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A series of articles in a major New Jersey newspaper, The Bergen Record, has highlighted what they perceive as flaws and inconsistencies in regulators’ approach to allegations of sexual misconduct by doctors.

The articles describe a number of specific cases where doctors were permitted to practice, or allowed to return to practice, after allegations of sexual abuse of patients.

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A recent New York Times article shows that operating rooms are not exempt from the debate about appropriate language in the workplace.

On one level, the article illustrates yet again that conversations that would have been routinely tolerated or ignored in the past are now subject to debate, criticism and possibly consequences.

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New Jersey Nursing License Defense Attorney Gives His Opinion On How Nurses Handle CEU’s

Nurses are often asked to explain patient complaints that have been sent in by their current or former employer. The nurse is asked to provide a narrative of the events for the board so that they can make a determination as to whether any discipline is warranted.

In each and every correspondence for the board, they also ask for proof of completion of continuing education units (CEU’s) for the cycle during which the patient complaint took place.

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The New Jersey Attorney General’s office and Division of Consumer Affairs are aggressively enforcing laws relating to price gouging in the wake of Hurricane Sandy. With the support of Governor Christie, they are actively investigating complaints of price gouging and are soliciting complaints through their websites and press releases.

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The problem with online rating sites is that they are anonymous so it is difficult to target the maker of such comments. Responding to the post may only lead to a protracted exchange which only expands the scope of the review and gives the disgruntled patient platform to continue to complaint. As difficult as it can be, it is better not to respond.

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Can I Communicate By Text Message With My Patients?

While text messaging has become a common, almost universal, method of communication, the use of text messages presents legal complications that may far outweigh the ease and practicality of the medium. The use of text messages by practitioners may present a HIPAA violation if patient information is disclosed in the body of the text, even if it does not begin that way.

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The New Jersey Board of Medical Examiners moved to suspend the license of a New Jersey cardiologist, based upon his arrest in New York for the illegal sale of painkillers, as well as insurance fraud. More information can be found here.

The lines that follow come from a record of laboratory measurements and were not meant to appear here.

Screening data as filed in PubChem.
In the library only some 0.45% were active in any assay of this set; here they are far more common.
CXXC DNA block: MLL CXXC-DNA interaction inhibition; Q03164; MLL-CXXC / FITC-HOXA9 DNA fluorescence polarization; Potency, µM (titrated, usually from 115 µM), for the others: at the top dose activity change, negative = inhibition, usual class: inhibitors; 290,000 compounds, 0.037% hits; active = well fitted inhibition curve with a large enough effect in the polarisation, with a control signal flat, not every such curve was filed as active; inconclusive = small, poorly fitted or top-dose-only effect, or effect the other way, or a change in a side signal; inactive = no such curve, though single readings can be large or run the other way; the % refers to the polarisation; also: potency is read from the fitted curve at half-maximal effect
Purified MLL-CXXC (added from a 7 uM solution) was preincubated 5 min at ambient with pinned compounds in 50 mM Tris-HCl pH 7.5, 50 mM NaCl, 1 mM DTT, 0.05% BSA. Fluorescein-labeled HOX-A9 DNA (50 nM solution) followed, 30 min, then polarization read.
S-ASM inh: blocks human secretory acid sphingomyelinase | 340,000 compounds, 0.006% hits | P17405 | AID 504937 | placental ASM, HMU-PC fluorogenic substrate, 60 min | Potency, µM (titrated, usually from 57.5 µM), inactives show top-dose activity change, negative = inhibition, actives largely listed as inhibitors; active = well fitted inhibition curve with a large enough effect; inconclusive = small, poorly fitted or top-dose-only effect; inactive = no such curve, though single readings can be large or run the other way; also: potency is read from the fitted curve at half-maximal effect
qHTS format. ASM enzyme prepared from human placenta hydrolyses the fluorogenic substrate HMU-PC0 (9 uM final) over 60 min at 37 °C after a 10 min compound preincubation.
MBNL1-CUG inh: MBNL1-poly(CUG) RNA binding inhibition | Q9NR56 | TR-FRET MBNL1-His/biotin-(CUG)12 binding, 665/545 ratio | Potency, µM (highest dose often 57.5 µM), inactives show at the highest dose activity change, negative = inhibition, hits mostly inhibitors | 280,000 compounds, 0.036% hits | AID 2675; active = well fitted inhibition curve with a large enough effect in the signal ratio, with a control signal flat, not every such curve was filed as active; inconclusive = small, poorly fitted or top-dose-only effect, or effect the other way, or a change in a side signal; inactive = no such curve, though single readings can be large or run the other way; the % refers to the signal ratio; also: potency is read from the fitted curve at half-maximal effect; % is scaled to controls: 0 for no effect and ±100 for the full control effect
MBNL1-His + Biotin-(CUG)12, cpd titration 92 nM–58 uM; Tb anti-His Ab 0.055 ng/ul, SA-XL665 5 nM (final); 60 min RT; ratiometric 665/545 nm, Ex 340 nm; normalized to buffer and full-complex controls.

This move is part of a continuing effort on the part of the Board to prevent the abuse of prescription painkillers, and vigorously enforce insurance fraud regulations.

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Medicare Opens New High Tech Anti-Fraud Center.

Medicare has just opened a high tech anti-fraud center, designed to allow investigators to prevent fraud in real time, before fraudulent payments are even made. It is too soon to tell whether this latest attempt to prevent health care fraud will be successful.

However, practitioners should take this as another signal that regulators at all levels continue to focus on fraud and abuse. Practitioners need to be extremely diligent in their dealings with Medicare, as the financial and professional consequences of a fraud investigation or accusation can be severe.

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When government officials are asked about how health care reform is going to be paid for, the answer in invariably that they are going to cut out fraud and abuse.

There are inspector generals, fraud prosecutors, and insurance company special investigators units, and all of them are looking to get in on the action of stopping fraud and abuse. However, that is not to say that there is not fraud and abuse.

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According to their website, “The paramount responsibility of the State Board of Medical Examiners is the protection of the public’s health, safety, and welfare. The Board meets its responsibility by licensing medical professionals, adoption regulations, determining standards of practice, investigating allegations of physician misconduct, and disciplining those who do not adhere to requirements – thereby showing the public that physicians are qualified, competent and honest. In addition to physicians, the Board is responsible for the oversight of a number of allied health providers.”

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